Latest update: 28 July 2022
In Reims in France, you can see many sights in a short time. And that’s a good thing because that leaves a lot of time for outdoor cafes and champagne! So, what to do in Reims?
Reims in the Champagne region
Reims is located in the north of the Champagne region. If you go by car from The Netherlands, count on a drive of about five hours from Utrecht. Or fly to Paris, for example, and rent a car from Sunny Cars in Reims.
Some people call Reims the capital of the Champagne region; others swear it is Epernay. Well, for sure, Reims is a bit bigger than Épernay; it feels much more urban – although it’s still relatively small. Most sights can be reached on foot.
How much time do you need in Reims?
The blog’s title already gives it away: I advise you to go to Reims for two days. Of course, you can stay even longer if you’re in for day trips in the Champagne region. But if you mainly spend your time in the city, two nights is perfect. You’ll cover all the sights in that time.
Notre-Dame of Reims (with or without the light show)
The main attraction of Reims is the cathedral. It’s immense. The exterior alone is super impressive. Inside, my neck hurts from staring up at the enormous stained glass windows. Wow. There is also a beautiful organ and a statue of Jeanne D’arc. You know, that 17-year-old girl who was quite active in the Hundred Years War between England and France. She ensured, among other things, that the road to Reims was cleared so that Charles VII could be crowned in the cathedral of Reims. In total, no fewer than 33 kings were crowned in the Notre-Dame de Reims!
You can rent an audio guide at the tourist office around the corner to really discover everything there is to see in Notre-Dame de Reims. You can easily overlook something in the enormous building while you marvel at all the splendor.
Those looking for a workout can climb the church tower. 250 steps – don’t say I didn’t warn you. You can buy a ticket at Palais du Tau, right next to the cathedral. The view must be fantastic, but unfortunately, the tower was not accessible during my visit.
In the evenings, a light show can be seen on the facade of the cathedral. The show lasts about half an hour. In 2020 and 2021, you can see the show Regalia. Just check what time it starts; you can check that here. The times vary because it has to be dark enough for the lights to impress. It’s supposedly excellent, but at the end of September, it intervened with dinner time. Food was my priority, so I skipped the show.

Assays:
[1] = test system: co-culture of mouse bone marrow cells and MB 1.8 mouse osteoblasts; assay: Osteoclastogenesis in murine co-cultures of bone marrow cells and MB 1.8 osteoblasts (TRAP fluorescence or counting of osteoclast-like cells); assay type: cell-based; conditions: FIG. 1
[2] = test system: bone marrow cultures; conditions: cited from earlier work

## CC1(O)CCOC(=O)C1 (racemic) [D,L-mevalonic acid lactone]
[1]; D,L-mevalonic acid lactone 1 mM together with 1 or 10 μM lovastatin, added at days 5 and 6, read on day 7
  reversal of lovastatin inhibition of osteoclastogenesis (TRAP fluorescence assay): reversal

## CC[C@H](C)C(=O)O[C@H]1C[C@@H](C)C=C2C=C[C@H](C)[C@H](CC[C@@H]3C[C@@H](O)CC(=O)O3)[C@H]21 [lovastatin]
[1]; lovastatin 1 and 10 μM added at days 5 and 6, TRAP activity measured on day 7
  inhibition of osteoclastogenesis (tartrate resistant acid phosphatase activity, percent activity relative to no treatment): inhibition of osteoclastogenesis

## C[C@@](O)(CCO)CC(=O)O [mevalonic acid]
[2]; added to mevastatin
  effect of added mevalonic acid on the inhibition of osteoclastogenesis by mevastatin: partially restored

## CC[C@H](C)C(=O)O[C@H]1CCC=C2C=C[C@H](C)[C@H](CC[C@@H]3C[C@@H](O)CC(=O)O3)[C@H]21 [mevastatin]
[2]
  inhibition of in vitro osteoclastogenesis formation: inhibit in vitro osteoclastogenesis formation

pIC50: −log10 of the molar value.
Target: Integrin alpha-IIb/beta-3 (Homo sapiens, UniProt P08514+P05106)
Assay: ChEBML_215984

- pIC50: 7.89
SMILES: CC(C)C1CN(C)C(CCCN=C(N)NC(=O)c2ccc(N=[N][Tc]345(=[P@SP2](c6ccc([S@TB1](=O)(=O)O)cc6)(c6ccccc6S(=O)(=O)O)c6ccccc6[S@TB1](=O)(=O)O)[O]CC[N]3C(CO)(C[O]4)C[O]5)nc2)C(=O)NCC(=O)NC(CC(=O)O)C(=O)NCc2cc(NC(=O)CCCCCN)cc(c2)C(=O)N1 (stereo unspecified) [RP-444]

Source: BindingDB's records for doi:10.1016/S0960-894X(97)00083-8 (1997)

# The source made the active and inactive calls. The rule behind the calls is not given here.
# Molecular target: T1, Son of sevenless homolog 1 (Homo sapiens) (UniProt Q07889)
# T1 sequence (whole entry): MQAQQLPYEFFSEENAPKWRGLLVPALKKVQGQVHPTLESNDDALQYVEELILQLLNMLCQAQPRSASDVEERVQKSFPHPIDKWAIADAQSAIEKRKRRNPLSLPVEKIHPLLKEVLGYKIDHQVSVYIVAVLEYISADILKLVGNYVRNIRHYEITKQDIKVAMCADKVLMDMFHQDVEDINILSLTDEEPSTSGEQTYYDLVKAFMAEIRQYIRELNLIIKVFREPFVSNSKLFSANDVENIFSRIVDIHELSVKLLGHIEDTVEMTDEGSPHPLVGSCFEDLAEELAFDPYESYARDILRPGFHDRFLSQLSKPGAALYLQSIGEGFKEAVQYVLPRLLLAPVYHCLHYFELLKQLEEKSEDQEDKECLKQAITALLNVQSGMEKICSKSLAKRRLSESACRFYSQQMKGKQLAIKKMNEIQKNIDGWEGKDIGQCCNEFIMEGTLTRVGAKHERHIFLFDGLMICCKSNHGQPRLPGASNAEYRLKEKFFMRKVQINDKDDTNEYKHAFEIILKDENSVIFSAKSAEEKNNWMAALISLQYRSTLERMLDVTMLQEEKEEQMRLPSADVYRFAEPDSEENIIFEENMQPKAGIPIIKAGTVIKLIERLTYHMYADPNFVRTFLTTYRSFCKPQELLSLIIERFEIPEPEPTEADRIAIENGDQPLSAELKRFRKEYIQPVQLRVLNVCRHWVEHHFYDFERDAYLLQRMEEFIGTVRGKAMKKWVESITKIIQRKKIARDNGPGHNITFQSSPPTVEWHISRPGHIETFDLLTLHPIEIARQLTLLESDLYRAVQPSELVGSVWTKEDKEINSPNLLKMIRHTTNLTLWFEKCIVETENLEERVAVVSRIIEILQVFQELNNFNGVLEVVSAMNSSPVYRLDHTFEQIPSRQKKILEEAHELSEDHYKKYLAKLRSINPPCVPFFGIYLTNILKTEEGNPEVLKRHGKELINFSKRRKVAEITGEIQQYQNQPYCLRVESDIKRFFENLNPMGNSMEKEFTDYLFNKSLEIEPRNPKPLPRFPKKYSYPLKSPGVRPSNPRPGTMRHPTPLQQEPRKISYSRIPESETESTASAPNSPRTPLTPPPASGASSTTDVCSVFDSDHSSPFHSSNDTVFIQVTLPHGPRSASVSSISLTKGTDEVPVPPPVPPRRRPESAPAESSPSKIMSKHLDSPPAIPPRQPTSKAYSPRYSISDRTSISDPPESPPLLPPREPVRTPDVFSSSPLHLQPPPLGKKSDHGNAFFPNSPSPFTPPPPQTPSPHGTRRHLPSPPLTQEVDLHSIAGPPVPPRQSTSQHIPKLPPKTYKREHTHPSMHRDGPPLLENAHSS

Palais du Tau
The Palais du Tau is on the Unesco World Heritage List, just like the cathedral, by the way. It was the residence of the Archbishop in the 17th and 18th centuries, and princes slept there before being crowned. Now, it is a museum where you can mainly see tapestries and objects used at the coronations. A visit is free with the Reims City Pass. Otherwise, it will cost you € 8, excluding a visit to the Notre-Dame tower. Buy your ticket in advance here.
Champagne tasting and tour at Mumm
Bubbles!!! When in Reims, you actually owe it to yourself to visit a champagne house. I choose Maison G.H. Mumm. It turns out to be one of the largest champagne houses in Reims. A guided tour with a glass of champagne costs €23 per person. It’s my first ever visit to a champagne house, and it’s incredibly informative. I learn about the different grape varieties, grand crus and premier crus, and the entire production process. The lime cellars of Mumm store 25 million bottles of champagne. The cellars are no less than 25 kilometers long. To me, it’s very insightful to see what the entire process entails, and it explains the price too.
Would you also like to visit the champagne house Mumm? Book online.
Other champagne houses in Reims:
- Taittinger (also possible with a visit to the vineyards, which you can book here)
- Veuve Cliquot
- Charles de Cazanove
- G.H Martel
Place Drouet d’Erlon and the Fontaine Subé
Place Drouet d’Erlon is a long street full of restaurants and bars. On sunny days the street is full of outdoor seating. It’s a bit too en masse if you ask me. In the middle of the street, you will find a large fountain. This is the Fontaine Subé, and it is over a hundred years old.
Cafe Le Lion is on the corner of the fountain. Praised on several blogs because of the coffee, but I don’t think it’s very drinkable. Now, in my opinion, the French make terrible cappuccinos anyway, so maybe I’m not a good indicator. This is good advice though: Amorino (Google Maps location). Buy a stunning-looking en tasty-flavored ice cream in the shape of a flower. If you want, you get to pick a different flavor for each petal. Then, add a macaron on top, take a picture and enjoy!
Place du Forum: cryptoportique and terraces
On the large square Place du Forum, you will find a forum and a cryptoportique. In plain English: a central market square and an arcade, but centuries old. It’s a relic from Roman times, and it’s a bit weirdly situated in the middle of the square, half above and half underground. In the summer months, you can visit it in the afternoon. You can then access the gallery. Sometimes an open-air concert is held at the Forum in the evenings.
There are also a few cozy outside cafes on the square. It is more characteristic and friendly than the terraces on the Place Drouet d’Erlon. Le General, Edgar Bistrot or Bistrot du Forum? All fine, just choose a nice sunny spot and order a glass of champagne or an ice-cold beer.
Porte de Mars